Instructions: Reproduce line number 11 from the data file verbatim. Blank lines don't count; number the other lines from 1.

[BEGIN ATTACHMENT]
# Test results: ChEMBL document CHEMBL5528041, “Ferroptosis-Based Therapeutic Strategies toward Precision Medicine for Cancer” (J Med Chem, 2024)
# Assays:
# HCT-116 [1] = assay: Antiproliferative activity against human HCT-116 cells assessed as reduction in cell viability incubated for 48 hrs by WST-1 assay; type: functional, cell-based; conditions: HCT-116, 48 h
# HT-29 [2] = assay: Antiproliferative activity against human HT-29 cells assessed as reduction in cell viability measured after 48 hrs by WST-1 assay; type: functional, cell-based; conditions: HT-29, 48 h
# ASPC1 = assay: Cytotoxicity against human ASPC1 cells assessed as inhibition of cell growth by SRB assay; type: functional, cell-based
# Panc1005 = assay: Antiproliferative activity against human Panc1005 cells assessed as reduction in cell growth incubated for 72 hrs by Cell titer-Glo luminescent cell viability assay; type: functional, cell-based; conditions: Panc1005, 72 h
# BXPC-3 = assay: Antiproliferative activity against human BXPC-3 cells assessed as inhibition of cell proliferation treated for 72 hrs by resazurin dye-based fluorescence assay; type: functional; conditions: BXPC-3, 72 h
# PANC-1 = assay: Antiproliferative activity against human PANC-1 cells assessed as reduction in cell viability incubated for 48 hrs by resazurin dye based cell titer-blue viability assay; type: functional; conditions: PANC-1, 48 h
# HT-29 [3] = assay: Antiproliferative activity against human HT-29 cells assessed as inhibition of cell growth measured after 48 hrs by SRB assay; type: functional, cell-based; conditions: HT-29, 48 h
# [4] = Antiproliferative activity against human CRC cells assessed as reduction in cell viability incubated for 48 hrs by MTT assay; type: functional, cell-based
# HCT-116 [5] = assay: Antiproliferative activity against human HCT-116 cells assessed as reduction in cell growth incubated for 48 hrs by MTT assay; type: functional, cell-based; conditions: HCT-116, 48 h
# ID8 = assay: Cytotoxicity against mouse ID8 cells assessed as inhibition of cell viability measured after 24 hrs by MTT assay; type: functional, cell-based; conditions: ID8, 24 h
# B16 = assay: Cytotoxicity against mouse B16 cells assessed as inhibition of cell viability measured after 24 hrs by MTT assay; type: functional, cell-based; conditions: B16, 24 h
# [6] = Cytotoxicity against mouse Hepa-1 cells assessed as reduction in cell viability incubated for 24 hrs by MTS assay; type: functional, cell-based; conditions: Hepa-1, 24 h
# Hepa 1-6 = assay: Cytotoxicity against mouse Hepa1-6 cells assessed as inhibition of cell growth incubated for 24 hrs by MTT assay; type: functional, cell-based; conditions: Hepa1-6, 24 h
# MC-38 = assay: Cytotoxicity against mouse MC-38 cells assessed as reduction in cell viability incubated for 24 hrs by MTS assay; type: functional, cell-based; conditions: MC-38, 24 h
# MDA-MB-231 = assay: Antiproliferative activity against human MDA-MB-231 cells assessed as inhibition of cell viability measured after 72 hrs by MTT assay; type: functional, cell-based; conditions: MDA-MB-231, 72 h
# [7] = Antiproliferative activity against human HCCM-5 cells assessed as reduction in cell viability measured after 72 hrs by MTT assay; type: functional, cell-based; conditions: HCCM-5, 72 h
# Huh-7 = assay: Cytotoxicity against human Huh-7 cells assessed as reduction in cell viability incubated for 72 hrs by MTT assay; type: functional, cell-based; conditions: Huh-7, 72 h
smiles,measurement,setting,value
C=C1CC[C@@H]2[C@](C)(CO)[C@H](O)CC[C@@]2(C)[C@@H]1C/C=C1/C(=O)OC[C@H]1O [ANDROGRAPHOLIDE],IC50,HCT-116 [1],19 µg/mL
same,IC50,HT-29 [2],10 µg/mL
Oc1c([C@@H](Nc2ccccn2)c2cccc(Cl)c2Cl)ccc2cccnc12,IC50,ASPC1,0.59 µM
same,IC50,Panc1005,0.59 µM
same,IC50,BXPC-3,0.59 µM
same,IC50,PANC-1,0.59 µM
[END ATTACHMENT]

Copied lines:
# HCT-116 [5] = assay: Antiproliferative activity against human HCT-116 cells assessed as reduction in cell growth incubated for 48 hrs by MTT assay; type: functional, cell-based; conditions: HCT-116, 48 h